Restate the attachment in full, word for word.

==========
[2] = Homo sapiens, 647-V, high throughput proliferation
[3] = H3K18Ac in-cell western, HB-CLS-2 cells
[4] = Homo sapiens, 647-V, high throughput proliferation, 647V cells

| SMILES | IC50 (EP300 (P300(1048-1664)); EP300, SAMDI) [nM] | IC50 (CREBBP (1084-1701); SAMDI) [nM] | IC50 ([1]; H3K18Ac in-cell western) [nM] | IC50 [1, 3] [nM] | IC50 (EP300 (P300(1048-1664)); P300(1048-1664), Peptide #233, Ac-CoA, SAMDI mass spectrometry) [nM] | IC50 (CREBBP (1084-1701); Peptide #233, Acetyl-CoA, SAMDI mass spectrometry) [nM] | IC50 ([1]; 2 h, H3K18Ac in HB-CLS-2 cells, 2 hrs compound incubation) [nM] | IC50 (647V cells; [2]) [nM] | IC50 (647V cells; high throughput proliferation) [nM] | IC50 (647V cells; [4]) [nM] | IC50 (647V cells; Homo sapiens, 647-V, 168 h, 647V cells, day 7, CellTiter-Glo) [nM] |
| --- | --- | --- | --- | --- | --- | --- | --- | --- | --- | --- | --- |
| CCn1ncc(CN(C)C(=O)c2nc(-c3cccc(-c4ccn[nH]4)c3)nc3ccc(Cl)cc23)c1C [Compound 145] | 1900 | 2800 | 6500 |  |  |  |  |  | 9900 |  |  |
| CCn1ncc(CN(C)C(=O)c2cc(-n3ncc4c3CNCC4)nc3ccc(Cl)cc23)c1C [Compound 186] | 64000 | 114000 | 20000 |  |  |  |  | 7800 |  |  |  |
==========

[2] = Homo sapiens, 647-V, high throughput proliferation
[3] = H3K18Ac in-cell western, HB-CLS-2 cells
[4] = Homo sapiens, 647-V, high throughput proliferation, 647V cells

| SMILES | IC50 (EP300 (P300(1048-1664)); EP300, SAMDI) [nM] | IC50 (CREBBP (1084-1701); SAMDI) [nM] | IC50 ([1]; H3K18Ac in-cell western) [nM] | IC50 [1, 3] [nM] | IC50 (EP300 (P300(1048-1664)); P300(1048-1664), Peptide #233, Ac-CoA, SAMDI mass spectrometry) [nM] | IC50 (CREBBP (1084-1701); Peptide #233, Acetyl-CoA, SAMDI mass spectrometry) [nM] | IC50 ([1]; 2 h, H3K18Ac in HB-CLS-2 cells, 2 hrs compound incubation) [nM] | IC50 (647V cells; [2]) [nM] | IC50 (647V cells; high throughput proliferation) [nM] | IC50 (647V cells; [4]) [nM] | IC50 (647V cells; Homo sapiens, 647-V, 168 h, 647V cells, day 7, CellTiter-Glo) [nM] |
| --- | --- | --- | --- | --- | --- | --- | --- | --- | --- | --- | --- |
| CCn1ncc(CN(C)C(=O)c2nc(-c3cccc(-c4ccn[nH]4)c3)nc3ccc(Cl)cc23)c1C [Compound 145] | 1900 | 2800 | 6500 |  |  |  |  |  | 9900 |  |  |
| CCn1ncc(CN(C)C(=O)c2cc(-n3ncc4c3CNCC4)nc3ccc(Cl)cc23)c1C [Compound 186] | 64000 | 114000 | 20000 |  |  |  |  | 7800 |  |  |  |